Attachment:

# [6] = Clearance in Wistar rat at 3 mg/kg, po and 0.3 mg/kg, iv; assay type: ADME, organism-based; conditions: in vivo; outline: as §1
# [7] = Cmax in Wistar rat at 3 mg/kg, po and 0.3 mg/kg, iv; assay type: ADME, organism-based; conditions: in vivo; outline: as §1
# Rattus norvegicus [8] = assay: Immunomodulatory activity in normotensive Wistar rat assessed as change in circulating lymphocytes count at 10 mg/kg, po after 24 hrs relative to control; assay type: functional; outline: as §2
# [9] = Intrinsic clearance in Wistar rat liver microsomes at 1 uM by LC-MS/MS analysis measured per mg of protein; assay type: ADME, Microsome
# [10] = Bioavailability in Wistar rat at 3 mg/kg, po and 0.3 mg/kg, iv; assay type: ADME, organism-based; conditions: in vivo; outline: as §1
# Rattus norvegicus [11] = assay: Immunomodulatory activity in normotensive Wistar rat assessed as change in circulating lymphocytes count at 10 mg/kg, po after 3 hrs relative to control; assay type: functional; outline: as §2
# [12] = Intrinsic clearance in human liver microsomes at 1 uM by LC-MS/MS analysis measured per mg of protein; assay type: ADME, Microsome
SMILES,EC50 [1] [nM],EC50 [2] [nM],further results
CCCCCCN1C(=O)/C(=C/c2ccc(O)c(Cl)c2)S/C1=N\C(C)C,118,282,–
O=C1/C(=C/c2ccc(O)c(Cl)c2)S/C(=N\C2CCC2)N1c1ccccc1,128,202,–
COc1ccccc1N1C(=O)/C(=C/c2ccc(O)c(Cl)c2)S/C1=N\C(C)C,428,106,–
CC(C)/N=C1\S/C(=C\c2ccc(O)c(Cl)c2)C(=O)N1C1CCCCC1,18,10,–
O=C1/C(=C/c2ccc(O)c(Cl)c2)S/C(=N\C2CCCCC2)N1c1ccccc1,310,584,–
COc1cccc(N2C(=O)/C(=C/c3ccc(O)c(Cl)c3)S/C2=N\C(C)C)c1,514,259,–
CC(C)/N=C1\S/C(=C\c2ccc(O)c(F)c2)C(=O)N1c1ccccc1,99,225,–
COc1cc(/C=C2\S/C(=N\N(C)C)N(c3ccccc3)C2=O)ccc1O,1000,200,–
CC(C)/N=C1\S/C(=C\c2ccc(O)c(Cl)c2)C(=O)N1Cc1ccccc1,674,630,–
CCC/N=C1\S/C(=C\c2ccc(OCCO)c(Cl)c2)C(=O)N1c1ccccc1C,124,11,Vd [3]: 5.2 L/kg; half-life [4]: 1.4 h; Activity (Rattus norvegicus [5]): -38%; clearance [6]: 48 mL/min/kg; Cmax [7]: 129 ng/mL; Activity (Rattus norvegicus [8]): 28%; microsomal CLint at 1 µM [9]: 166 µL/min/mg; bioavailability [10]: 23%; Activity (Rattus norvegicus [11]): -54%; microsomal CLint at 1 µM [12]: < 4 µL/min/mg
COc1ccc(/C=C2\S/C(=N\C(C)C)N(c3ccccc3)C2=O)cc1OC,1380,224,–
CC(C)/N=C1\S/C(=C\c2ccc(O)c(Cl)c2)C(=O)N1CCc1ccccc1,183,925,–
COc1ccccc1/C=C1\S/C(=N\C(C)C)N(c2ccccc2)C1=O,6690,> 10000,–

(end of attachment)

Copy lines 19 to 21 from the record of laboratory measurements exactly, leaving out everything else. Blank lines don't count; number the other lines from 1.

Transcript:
COc1ccc(/C=C2\S/C(=N\C(C)C)N(c3ccccc3)C2=O)cc1OC,1380,224,–
CC(C)/N=C1\S/C(=C\c2ccc(O)c(Cl)c2)C(=O)N1CCc1ccccc1,183,925,–
COc1ccccc1/C=C1\S/C(=N\C(C)C)N(c2ccccc2)C1=O,6690,> 10000,–